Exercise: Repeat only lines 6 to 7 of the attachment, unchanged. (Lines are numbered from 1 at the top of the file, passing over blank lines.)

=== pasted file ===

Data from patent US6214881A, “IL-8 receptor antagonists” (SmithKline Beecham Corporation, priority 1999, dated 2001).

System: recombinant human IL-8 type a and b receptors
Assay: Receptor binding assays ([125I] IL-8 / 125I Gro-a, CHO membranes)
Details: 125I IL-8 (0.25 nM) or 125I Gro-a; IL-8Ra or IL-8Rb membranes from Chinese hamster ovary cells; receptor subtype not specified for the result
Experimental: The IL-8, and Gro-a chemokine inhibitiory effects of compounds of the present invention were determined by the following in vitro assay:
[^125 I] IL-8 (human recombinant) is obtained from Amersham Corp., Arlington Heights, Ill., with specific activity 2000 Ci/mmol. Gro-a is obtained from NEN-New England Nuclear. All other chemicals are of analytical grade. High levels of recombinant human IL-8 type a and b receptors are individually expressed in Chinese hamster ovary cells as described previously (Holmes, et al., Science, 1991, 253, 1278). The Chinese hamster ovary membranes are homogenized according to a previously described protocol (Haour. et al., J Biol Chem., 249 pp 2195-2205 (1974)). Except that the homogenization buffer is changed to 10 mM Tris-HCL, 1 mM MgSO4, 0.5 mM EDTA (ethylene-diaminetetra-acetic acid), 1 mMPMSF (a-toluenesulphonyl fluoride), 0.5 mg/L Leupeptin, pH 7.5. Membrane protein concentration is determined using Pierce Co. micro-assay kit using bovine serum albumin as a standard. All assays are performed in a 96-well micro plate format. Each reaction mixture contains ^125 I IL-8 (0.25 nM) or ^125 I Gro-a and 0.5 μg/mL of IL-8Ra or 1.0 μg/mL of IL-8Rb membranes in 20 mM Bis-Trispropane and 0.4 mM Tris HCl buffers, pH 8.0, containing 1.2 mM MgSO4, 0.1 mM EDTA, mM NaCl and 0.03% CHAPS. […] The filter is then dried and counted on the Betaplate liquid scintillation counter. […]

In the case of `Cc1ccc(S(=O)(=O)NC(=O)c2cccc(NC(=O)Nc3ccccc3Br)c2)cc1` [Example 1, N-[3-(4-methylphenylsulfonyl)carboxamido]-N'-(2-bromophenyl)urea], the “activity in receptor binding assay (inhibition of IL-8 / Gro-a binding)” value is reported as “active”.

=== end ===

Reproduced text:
[^125 I] IL-8 (human recombinant) is obtained from Amersham Corp., Arlington Heights, Ill., with specific activity 2000 Ci/mmol. Gro-a is obtained from NEN-New England Nuclear. All other chemicals are of analytical grade. High levels of recombinant human IL-8 type a and b receptors are individually expressed in Chinese hamster ovary cells as described previously (Holmes, et al., Science, 1991, 253, 1278). The Chinese hamster ovary membranes are homogenized according to a previously described protocol (Haour. et al., J Biol Chem., 249 pp 2195-2205 (1974)). Except that the homogenization buffer is changed to 10 mM Tris-HCL, 1 mM MgSO4, 0.5 mM EDTA (ethylene-diaminetetra-acetic acid), 1 mMPMSF (a-toluenesulphonyl fluoride), 0.5 mg/L Leupeptin, pH 7.5. Membrane protein concentration is determined using Pierce Co. micro-assay kit using bovine serum albumin as a standard. All assays are performed in a 96-well micro plate format. Each reaction mixture contains ^125 I IL-8 (0.25 nM) or ^125 I Gro-a and 0.5 μg/mL of IL-8Ra or 1.0 μg/mL of IL-8Rb membranes in 20 mM Bis-Trispropane and 0.4 mM Tris HCl buffers, pH 8.0, containing 1.2 mM MgSO4, 0.1 mM EDTA, mM NaCl and 0.03% CHAPS. […] The filter is then dried and counted on the Betaplate liquid scintillation counter. […]

In the case of `Cc1ccc(S(=O)(=O)NC(=O)c2cccc(NC(=O)Nc3ccccc3Br)c2)cc1` [Example 1, N-[3-(4-methylphenylsulfonyl)carboxamido]-N'-(2-bromophenyl)urea], the “activity in receptor binding assay (inhibition of IL-8 / Gro-a binding)” value is reported as “active”.